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Many people, myself included, have wondered if the human race should be worried about the sun exploding at some point in our future (it seems to be well established that we shouldn't be worried.) On a similar train of thought, I am curious as to what would happen to Earth if one of the fundamental forces, gravity, were to suddenly become weaker for some unexplained reason. I know that we generally consider mass in the present to have a gravitational pull that is constant - but what if, for reasons beyond our current understanding, the pull of gravity spontaneously became slightly weaker?

Specifically, what would happen to Earth's atmosphere if gravity were to suddenly become 9/10 as strong as it is currently? Would humans be able to survive?

I have found many answers about what would happen if it was absent, weaker from the beginning of the universe, etc, but nothing that answers this version of the question specifically.

EDIT: narrowed question

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  • $\begingroup$ I think this is a meaningless question. There is no evidence that the gravitational constant has ever changed, and no theoretical evidence to suggest that it will ever change. $\endgroup$ – John Rennie Oct 7 '16 at 16:50
  • $\begingroup$ @JohnRennie I think whether or not $G$ will ever change is beside the point. OP simply wants to know how the world around us would change if $G$ were to decrease. Of course, the question is probably too broad as written, but that's a different consideration. $\endgroup$ – DanielSank Oct 7 '16 at 16:54
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    $\begingroup$ Is something like 'would earth be inhabitable by humans' narrow enough? Other option is 'what would happen to earth's atmosphere...' $\endgroup$ – SheerSt Oct 7 '16 at 16:59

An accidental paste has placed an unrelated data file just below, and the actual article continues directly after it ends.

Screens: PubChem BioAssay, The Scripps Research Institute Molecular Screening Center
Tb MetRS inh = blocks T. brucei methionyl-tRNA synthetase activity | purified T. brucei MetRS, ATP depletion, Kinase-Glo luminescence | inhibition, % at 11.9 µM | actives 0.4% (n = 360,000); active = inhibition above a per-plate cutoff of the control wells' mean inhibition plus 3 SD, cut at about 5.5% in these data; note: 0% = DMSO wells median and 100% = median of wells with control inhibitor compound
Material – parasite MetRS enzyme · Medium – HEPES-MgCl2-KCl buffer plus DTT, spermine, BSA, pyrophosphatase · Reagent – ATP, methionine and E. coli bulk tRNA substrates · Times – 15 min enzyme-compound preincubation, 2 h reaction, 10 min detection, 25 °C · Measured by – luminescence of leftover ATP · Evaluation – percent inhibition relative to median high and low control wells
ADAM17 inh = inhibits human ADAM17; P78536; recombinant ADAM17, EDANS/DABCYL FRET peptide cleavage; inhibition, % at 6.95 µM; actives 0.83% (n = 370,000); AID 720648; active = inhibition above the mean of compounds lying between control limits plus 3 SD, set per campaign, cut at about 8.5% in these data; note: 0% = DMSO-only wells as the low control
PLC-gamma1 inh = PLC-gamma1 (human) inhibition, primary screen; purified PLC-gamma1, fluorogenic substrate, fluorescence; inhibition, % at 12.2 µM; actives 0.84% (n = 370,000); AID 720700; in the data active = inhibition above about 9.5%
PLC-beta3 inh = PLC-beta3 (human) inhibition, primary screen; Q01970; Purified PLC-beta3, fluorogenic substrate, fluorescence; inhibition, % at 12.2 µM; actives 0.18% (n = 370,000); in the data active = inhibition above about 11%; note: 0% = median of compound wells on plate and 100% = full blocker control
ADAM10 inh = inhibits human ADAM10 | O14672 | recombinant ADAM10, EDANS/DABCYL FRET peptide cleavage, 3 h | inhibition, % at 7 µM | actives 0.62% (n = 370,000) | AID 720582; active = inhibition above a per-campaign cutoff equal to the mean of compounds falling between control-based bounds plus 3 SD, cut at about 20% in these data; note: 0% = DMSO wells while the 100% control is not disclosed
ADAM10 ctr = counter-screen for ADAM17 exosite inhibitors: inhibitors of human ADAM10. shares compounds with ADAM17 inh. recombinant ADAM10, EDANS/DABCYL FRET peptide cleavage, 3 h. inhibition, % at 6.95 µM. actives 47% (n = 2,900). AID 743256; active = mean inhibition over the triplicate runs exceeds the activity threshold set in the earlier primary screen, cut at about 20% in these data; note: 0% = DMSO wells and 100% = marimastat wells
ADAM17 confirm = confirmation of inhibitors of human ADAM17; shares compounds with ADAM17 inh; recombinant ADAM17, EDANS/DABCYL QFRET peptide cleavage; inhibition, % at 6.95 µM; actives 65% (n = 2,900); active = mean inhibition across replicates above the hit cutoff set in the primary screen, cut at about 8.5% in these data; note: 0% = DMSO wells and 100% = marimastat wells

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    $\begingroup$ Here's the deal we should make regarding these questions, some of which are interesting, in my opinion. If a plausible reason is given for the, (usually catastrophic) event, then that's an answerable question. If not, I feel they should be migrated to worldbuildingSE $\endgroup$ – user108787 Oct 7 '16 at 17:38
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    $\begingroup$ On the other hand, asking about what kind of an atmosphere a planet nominally like Earth but with 9/10's the gravity is answerable, and fairly easily. Where I live, normal 'atmospheric' pressure is more than 10% lower than at sea level. Somehow I survive, as does the rest of the biome. I leave questions on long-term sustainability of the atmosphere with respect to light element loss and solar wind to somebody else... $\endgroup$ – Jon Custer Oct 7 '16 at 18:54
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The athmosphere of the Earth continously escapes even today, but it does it slowly. What is needed for a molecule to escape:

  1. To have enough kinetical energy to escape the gravity well of the Earth (around $11.2 \frac{km}{s})$, in the higher athmosphere or around the Equator it is little bit smaller).

  2. It has to be enough high to not collide with another air molecule.

The process is significantly fastened by the Solar Wind.

The currently estimated characteristic time of the escape of the athmosphere is estimated to the order of some billions of years. (*)

The same estimation says some tens of millions of years for the Moon. Thus, if the Moon would have an Earth-like athmosphere, it wouldn't survive in a geological timescale, but it would be quite enough for us. (*)

These long numbers aren't surprising, because the speed of sound ($\approx$ the mean speed of the molecules) is some hundreds $\frac{m}{s}$, while the escape speed is ten-hundred times higher as this.

Thus, if the gravity would be suddenly weakened to its 90%, it wouldn't have any visible effect to the atmosphere. Maybe we would lose it 10billions of years instead 12.

But, other effects could be important. For example, the balance of the Earth crust would be significantly altered, it would probably cause earthquakes. Much smaller changes in the crust cause major problems.


(*): here professional source says, the escape of the atmosphere on the Earth is essentially negligible.

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Even though it's a hypothetical question I think the specific answer would be that the atmosphere would expand slightly depending on how much gravity was lost.

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  • $\begingroup$ Using the baryometric height formula, it would expand with around 10%. Its pressure would decrease also with 10% (not due to the expansion, but due to the decrease of its total weight). Probably none of them would result major changes. Maybe weather would change a little bit. $\endgroup$ – peterh Oct 7 '16 at 19:53

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